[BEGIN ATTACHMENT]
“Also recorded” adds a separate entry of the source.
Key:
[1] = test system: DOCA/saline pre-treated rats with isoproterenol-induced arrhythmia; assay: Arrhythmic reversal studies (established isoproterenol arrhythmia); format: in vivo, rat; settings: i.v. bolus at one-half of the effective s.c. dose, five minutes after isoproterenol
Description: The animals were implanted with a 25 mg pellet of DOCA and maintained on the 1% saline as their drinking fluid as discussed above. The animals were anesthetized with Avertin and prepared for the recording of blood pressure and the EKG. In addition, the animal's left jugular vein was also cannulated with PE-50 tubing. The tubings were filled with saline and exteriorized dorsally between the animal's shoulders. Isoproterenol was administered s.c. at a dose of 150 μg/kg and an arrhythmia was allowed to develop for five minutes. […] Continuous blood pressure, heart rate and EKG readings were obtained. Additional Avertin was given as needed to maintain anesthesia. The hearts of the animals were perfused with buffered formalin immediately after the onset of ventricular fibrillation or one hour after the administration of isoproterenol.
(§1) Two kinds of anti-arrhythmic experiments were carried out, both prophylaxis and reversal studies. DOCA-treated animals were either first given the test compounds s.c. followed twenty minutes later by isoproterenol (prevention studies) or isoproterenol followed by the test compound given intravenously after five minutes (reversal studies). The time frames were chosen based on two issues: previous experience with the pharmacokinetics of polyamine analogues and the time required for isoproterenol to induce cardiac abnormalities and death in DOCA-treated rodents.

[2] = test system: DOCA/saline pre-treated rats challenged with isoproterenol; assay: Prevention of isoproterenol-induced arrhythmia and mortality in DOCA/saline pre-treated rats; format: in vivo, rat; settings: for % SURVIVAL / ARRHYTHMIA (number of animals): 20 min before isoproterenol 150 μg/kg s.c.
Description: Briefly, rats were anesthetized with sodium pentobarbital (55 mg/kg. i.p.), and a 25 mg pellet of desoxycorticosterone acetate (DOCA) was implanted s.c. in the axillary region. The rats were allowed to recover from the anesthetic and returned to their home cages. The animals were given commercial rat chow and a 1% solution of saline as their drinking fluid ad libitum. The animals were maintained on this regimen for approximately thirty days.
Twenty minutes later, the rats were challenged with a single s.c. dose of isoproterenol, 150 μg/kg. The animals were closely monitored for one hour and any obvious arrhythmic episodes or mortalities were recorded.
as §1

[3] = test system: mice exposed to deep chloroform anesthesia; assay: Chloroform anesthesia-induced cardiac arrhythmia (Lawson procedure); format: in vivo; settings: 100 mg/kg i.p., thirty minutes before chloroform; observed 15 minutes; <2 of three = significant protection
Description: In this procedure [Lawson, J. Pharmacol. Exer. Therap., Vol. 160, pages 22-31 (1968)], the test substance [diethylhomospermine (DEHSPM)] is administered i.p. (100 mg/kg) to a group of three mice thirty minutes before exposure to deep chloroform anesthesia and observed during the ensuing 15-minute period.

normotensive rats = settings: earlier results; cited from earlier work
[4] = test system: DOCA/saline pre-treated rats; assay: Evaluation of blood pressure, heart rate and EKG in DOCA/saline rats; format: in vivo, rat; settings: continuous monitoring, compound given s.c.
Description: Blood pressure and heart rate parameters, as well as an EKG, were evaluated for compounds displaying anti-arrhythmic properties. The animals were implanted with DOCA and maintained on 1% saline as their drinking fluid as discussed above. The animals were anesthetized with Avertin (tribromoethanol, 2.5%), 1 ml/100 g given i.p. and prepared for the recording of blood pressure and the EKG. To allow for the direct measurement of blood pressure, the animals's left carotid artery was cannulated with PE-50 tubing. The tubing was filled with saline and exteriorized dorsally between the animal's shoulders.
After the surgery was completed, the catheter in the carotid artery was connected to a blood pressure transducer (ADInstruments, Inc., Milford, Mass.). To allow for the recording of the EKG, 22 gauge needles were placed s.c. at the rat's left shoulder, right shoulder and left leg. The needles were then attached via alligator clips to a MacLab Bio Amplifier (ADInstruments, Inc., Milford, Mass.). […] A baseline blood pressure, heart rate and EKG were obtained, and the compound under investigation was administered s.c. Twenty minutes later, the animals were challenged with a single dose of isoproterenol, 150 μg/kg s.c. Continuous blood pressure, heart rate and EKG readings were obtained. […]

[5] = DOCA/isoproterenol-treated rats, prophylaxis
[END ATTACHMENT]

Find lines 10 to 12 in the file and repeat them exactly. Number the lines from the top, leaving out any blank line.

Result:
[3] = test system: mice exposed to deep chloroform anesthesia; assay: Chloroform anesthesia-induced cardiac arrhythmia (Lawson procedure); format: in vivo; settings: 100 mg/kg i.p., thirty minutes before chloroform; observed 15 minutes; <2 of three = significant protection
Description: In this procedure [Lawson, J. Pharmacol. Exer. Therap., Vol. 160, pages 22-31 (1968)], the test substance [diethylhomospermine (DEHSPM)] is administered i.p. (100 mg/kg) to a group of three mice thirty minutes before exposure to deep chloroform anesthesia and observed during the ensuing 15-minute period.

normotensive rats = settings: earlier results; cited from earlier work